Sunday, October 22, 2017

10 Myths & Criticisms of Electric Cars Explored & Exploded

Tesla Shuttle Road Trip (Credit: Tesla) Click to Enlarge.
If electric cars suddenly went mainstream, traditional automakers and fossil fuel companies could lose a lot of business.  Some of those companies are actively spreading misinformation in an attempt to slow the transition away from conventional cars.  That wrong information becomes the basis of myths that can make people decide to delay buying an electric car.

Often, those myths contain a kernel of truth that has been distorted.  Let’s take a look at the most frequent myths and try to figure out which are true and which are not.

Myth #1:  More CO2 is emitted during production of electric cars than regular cars.
Conclusion: True, but misleading

Studies show that manufacturing an electric car uses significantly more energy than manufacturing a conventional car.  Much of the difference is attributable to manufacturing the battery.  Mercedes makes the B-Class and the B-Class Electric.  About 45% of the emissions from the B-Class Electric occur during manufacturing.  For the conventional B-Class, the number is only 18%.

So, it is fair to say an electric car has higher emissions right up until it rolls off a dealer’s lot.  But after that, the conventional car rapidly catches up and eventually passes the electric car in total lifetime emissions.

How much of a difference there is depends on the source of the electricity used to recharge the electric car, how much a person drives, the carbon intensity of the car’s manufacturing process, and other factors.  Using electricity from fossil fuel plants, the electric car will emit 25% fewer emissions during its lifetime.  But if the electricity comes from hydro, wind, or solar, it will emit 64% fewer emissions while it is in active service.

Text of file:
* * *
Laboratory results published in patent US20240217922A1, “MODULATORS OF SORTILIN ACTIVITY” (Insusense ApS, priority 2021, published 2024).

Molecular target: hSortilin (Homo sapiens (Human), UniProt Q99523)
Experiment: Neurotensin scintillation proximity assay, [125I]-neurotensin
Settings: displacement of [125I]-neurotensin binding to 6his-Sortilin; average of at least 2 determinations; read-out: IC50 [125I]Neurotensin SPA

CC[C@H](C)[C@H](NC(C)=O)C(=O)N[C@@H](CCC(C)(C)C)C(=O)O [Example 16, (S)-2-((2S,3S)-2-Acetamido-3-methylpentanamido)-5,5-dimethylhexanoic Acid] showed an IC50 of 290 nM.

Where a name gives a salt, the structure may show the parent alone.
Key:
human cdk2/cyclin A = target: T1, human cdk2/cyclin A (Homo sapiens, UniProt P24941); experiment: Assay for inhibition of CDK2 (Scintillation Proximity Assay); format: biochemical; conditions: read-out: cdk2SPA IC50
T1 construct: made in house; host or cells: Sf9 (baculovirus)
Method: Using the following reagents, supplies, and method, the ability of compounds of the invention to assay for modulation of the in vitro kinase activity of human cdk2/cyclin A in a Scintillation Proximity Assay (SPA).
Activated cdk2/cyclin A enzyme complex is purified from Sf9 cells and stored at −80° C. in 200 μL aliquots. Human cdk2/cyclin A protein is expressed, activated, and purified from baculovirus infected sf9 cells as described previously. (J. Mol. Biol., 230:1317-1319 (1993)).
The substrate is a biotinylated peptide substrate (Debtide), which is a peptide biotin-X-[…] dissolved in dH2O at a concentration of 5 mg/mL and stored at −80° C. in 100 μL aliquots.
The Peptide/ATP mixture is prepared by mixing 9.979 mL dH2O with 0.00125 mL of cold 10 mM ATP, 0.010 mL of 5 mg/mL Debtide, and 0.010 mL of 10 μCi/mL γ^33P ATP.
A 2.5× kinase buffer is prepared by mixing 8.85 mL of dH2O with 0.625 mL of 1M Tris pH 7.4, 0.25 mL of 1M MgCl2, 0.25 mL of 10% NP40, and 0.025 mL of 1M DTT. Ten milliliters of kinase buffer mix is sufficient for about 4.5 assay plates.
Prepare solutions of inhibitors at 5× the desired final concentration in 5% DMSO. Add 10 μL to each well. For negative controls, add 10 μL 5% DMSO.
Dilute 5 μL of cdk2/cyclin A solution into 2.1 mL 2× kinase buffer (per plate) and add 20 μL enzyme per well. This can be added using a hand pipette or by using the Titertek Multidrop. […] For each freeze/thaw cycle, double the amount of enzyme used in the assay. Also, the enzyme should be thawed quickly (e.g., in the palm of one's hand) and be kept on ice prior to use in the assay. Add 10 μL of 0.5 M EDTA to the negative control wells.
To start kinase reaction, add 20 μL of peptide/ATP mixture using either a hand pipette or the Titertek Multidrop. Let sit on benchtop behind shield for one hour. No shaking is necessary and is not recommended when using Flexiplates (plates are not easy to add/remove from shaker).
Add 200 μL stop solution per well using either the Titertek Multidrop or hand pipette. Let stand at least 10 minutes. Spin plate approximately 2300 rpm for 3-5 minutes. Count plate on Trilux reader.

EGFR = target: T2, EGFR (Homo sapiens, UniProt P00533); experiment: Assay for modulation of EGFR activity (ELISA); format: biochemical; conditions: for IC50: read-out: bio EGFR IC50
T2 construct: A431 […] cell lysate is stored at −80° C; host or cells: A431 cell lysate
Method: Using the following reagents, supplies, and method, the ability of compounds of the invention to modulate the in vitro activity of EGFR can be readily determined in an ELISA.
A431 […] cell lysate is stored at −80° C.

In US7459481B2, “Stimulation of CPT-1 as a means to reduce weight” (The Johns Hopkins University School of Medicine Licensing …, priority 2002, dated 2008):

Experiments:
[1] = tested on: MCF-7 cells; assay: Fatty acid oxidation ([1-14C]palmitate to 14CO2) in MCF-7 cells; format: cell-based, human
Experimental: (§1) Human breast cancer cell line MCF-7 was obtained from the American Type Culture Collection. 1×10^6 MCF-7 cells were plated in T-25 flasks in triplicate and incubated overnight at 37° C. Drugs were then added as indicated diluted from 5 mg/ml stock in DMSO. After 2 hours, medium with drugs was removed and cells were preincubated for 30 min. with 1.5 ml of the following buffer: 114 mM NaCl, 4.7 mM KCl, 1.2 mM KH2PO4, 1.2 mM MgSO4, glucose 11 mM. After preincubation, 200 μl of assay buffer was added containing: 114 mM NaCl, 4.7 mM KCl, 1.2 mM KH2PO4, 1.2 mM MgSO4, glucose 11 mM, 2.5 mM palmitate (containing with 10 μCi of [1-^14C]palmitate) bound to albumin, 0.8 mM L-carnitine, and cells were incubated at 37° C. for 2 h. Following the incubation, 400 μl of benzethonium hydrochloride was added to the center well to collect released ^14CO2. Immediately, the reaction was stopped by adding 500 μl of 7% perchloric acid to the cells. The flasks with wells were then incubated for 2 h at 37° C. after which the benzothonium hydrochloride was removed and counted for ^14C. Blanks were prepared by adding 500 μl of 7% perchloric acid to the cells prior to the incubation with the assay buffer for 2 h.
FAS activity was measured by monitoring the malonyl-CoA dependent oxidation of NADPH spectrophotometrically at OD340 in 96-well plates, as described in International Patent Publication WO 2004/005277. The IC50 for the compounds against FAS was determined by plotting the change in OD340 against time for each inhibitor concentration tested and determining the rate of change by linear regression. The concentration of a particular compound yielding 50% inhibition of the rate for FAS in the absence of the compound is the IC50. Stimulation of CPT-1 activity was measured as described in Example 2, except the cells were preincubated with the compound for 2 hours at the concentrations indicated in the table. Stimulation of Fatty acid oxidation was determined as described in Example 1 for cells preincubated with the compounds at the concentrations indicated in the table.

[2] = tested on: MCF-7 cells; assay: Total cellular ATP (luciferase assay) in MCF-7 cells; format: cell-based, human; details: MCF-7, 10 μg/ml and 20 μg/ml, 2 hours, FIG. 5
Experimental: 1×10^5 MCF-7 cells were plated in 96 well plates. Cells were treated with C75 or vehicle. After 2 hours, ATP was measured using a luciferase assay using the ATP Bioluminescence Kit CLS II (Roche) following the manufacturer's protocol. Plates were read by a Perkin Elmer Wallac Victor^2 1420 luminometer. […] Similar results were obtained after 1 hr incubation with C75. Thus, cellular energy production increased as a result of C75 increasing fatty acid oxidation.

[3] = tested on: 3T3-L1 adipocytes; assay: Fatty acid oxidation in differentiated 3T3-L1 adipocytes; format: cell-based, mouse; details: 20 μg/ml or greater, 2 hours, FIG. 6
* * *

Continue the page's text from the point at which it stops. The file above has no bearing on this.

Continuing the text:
Myth #2:  Electric car batteries are a ticking environmental bomb.
Conclusion: False

Electric car batteries are largely recyclable (~95% of the materials in them can be recycled) and there is little chance they will simply be discarded in landfills at the end of their useful life as some fossil fuel advocates like to suggest.  (And it’s not like burning fossil fuels hasn’t had some pretty disastrous environmental consequences over the past century and a half.)

There aren’t enough used electric car batteries for economies of scale to kick in yet, but many companies are experimenting with reusing the ones that are available for residential and commercial electrical storage.  When a lithium-ion battery is no longer able to power a vehicle, it still has about 80% of its power remaining.  It just can’t charge and discharge as rapidly as it needs to for transportation use.

Myth #3: Electric cars create more particulates than conventional cars
Conclusion: False

The theory is that electric cars have heavy batteries.  All that weight wears roadways faster, which puts more particulates into the atmosphere.  The first thing you need to know is that there are two kinds of particulates — those less than 2.5 microns in size and those up to 10 microns.  The small particulates can get into the lungs and actually cross into the blood stream.  The larger ones cannot.

Virtually all particulates 2.5 microns and smaller come from internal combustion engines.  None come from electric cars.  Studies showing heavy vehicles cause more wear and tear to roads involve heavy trucks.  The extra weight of a Volkswagen e-Golf (about 500 pounds) compared to a conventional Golf is too small to make any significant difference.

In addition, brake dust is the primary source of larger particulates.  Electric cars use mechanical brakes far less frequently than conventional cars because they make use of regenerative braking, which recharges the battery when the car slows down.  That means electric cars create far less brake dust.  In fact, brake pads in electric cars may last 100,000 miles or more.

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